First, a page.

Petaluma River History
Years on the Petaluma River by History Editor Skip Sommer, The Petaluma Post, August/September 2009. (PDF)
A traveling narrative for your boat trip down river Text as narrated and researched by Petaluma Yacht Club members Al Alys, Ted Lehmann and Mitch Lind aboard the ‘Paige One,’ owned by PYC Commodore, McKenzie Smith. Text compiled by Francesca Smith. March 2004, Petaluma Yacht Club. (PDF)
Haystack Landing, a piece of property on the banks of the Petaluma River, has occasionally been called "the most haunted site in Sonoma County." However, it appears the site's moniker comes not from historical events but from a group of filmmakers who, in the late 1990s, set out to create a Blair Witch Project-style film called "Incident at Haystack Landing."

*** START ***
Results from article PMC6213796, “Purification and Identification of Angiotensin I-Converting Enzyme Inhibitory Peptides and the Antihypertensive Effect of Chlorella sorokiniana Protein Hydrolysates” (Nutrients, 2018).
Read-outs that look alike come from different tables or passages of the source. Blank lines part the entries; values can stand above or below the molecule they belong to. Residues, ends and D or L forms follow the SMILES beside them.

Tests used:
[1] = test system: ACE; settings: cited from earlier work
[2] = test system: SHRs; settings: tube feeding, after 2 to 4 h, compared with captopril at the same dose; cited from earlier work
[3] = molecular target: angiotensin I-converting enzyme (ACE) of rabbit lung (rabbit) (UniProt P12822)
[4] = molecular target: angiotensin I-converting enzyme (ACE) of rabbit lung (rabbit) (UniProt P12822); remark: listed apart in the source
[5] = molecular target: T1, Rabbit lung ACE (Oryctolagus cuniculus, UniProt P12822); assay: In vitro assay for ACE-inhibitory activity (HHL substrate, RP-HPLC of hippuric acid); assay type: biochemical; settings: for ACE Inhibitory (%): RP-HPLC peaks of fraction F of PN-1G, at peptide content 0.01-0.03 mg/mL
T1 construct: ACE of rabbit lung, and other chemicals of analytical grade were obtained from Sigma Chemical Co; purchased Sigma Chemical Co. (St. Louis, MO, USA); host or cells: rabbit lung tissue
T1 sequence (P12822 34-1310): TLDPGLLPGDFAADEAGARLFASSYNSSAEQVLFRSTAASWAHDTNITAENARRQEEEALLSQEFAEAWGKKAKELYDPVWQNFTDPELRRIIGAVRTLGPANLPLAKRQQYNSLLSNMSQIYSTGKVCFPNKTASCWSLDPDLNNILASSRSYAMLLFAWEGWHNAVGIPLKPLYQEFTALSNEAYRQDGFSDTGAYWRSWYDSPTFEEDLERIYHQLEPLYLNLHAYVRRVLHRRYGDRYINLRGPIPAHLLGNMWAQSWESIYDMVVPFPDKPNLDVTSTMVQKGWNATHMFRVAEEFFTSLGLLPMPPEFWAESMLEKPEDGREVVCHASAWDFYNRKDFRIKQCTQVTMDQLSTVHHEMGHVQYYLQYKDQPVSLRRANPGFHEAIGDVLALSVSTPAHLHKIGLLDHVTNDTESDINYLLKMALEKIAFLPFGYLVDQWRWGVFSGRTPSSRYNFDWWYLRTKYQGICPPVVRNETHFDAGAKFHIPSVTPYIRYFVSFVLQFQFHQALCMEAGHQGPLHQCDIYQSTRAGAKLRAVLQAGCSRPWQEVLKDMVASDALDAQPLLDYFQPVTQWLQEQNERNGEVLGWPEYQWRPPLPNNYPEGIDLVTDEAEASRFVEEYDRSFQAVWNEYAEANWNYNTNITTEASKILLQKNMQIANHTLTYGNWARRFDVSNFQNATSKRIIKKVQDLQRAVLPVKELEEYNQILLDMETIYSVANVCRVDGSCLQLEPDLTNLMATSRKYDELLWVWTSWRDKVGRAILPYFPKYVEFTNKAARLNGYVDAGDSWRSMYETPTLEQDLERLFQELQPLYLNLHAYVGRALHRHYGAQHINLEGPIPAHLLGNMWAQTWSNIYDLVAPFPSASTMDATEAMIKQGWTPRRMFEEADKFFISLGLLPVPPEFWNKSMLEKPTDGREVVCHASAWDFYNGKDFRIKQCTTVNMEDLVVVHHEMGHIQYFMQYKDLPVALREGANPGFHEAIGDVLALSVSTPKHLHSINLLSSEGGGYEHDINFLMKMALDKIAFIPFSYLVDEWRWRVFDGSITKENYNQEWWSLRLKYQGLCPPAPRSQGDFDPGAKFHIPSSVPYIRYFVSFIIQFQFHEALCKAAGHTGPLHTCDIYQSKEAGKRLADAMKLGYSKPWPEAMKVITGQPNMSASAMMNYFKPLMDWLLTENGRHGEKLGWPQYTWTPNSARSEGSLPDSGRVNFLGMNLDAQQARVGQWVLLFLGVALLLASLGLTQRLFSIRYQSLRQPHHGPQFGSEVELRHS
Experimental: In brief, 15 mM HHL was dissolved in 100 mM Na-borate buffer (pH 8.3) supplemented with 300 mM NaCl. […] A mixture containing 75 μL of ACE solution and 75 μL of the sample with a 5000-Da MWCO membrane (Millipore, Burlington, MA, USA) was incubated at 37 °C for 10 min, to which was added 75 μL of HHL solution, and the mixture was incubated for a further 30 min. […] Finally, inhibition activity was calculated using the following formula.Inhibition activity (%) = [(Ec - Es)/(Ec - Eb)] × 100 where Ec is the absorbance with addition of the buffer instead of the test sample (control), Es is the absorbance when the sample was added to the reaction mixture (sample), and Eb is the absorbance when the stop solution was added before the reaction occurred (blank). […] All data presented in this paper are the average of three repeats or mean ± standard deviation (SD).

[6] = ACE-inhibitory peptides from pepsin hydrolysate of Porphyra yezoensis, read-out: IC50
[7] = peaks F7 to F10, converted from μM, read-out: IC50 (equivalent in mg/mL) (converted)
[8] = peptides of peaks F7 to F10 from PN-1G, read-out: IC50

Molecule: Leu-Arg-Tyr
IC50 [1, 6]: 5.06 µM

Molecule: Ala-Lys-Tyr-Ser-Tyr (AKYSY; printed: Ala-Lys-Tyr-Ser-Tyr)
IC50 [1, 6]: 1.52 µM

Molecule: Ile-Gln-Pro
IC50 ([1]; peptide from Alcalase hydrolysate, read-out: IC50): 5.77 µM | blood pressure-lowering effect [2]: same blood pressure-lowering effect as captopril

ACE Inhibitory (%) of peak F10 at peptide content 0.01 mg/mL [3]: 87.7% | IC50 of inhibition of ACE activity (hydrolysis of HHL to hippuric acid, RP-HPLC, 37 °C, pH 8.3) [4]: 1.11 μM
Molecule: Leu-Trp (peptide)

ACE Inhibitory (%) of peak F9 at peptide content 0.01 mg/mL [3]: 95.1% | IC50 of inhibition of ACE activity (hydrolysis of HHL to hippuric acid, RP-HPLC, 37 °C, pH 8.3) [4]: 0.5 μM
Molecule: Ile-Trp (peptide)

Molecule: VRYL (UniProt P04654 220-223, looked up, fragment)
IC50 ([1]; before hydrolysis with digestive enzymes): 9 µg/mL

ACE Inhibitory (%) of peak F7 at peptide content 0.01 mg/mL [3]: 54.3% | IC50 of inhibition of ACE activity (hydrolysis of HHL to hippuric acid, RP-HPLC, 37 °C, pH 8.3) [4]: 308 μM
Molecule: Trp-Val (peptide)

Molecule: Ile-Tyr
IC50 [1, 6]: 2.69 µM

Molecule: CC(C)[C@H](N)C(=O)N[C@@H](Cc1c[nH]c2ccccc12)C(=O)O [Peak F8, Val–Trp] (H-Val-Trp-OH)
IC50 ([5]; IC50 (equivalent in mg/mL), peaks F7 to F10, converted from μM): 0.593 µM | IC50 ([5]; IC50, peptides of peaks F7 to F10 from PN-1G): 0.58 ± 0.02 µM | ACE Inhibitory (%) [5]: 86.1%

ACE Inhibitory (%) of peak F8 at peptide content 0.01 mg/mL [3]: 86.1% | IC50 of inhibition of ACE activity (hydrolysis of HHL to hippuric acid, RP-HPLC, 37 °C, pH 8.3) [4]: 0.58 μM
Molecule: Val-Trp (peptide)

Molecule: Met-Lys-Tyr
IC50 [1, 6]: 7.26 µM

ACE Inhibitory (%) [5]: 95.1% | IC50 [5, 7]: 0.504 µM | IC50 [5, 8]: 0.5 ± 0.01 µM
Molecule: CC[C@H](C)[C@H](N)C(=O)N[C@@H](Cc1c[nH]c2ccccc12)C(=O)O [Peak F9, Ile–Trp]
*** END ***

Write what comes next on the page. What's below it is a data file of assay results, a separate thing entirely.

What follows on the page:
The town was built in 1870 and named after Colonel James M. Donahue, the enterprising builder and principal owner of the railroad. Located on Petaluma Creek, it was eight miles from Petaluma and seven miles from Sonoma. The town and its buildings were moved to Tiburon in 1890. The farm of J. R. Rose, a pioneer breeder of thorough-bred Devonshire cattle was situated a few miles below Donahue.
Petaluma River is vital part of City's identity Once used to ship cargo and then ignored for decades, the waterway has become a source of pride. Argus-Courier, August 3, 2009. (PDF)